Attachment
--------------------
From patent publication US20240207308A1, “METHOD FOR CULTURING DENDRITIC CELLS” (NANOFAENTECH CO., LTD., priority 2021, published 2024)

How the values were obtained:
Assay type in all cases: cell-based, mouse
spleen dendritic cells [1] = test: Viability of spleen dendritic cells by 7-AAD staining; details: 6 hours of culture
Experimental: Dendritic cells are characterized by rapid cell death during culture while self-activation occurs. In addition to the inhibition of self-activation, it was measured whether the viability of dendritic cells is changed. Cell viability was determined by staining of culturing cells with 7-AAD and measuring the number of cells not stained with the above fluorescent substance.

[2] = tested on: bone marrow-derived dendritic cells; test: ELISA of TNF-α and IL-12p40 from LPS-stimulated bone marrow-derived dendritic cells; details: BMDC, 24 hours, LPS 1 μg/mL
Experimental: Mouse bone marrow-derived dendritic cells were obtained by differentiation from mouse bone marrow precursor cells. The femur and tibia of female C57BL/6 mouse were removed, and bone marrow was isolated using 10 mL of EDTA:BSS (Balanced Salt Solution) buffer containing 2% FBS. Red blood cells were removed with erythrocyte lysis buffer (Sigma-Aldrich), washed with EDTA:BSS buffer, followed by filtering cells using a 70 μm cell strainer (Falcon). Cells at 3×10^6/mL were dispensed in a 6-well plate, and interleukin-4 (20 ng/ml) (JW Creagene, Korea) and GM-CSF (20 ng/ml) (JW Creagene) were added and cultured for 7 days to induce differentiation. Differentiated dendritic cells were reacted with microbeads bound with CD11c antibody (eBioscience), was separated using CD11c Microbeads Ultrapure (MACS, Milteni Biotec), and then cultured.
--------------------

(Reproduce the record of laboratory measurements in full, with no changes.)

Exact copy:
From patent publication US20240207308A1, “METHOD FOR CULTURING DENDRITIC CELLS” (NANOFAENTECH CO., LTD., priority 2021, published 2024)

How the values were obtained:
Assay type in all cases: cell-based, mouse
spleen dendritic cells [1] = test: Viability of spleen dendritic cells by 7-AAD staining; details: 6 hours of culture
Experimental: Dendritic cells are characterized by rapid cell death during culture while self-activation occurs. In addition to the inhibition of self-activation, it was measured whether the viability of dendritic cells is changed. Cell viability was determined by staining of culturing cells with 7-AAD and measuring the number of cells not stained with the above fluorescent substance.

[2] = tested on: bone marrow-derived dendritic cells; test: ELISA of TNF-α and IL-12p40 from LPS-stimulated bone marrow-derived dendritic cells; details: BMDC, 24 hours, LPS 1 μg/mL
Experimental: Mouse bone marrow-derived dendritic cells were obtained by differentiation from mouse bone marrow precursor cells. The femur and tibia of female C57BL/6 mouse were removed, and bone marrow was isolated using 10 mL of EDTA:BSS (Balanced Salt Solution) buffer containing 2% FBS. Red blood cells were removed with erythrocyte lysis buffer (Sigma-Aldrich), washed with EDTA:BSS buffer, followed by filtering cells using a 70 μm cell strainer (Falcon). Cells at 3×10^6/mL were dispensed in a 6-well plate, and interleukin-4 (20 ng/ml) (JW Creagene, Korea) and GM-CSF (20 ng/ml) (JW Creagene) were added and cultured for 7 days to induce differentiation. Differentiated dendritic cells were reacted with microbeads bound with CD11c antibody (eBioscience), was separated using CD11c Microbeads Ultrapure (MACS, Milteni Biotec), and then cultured.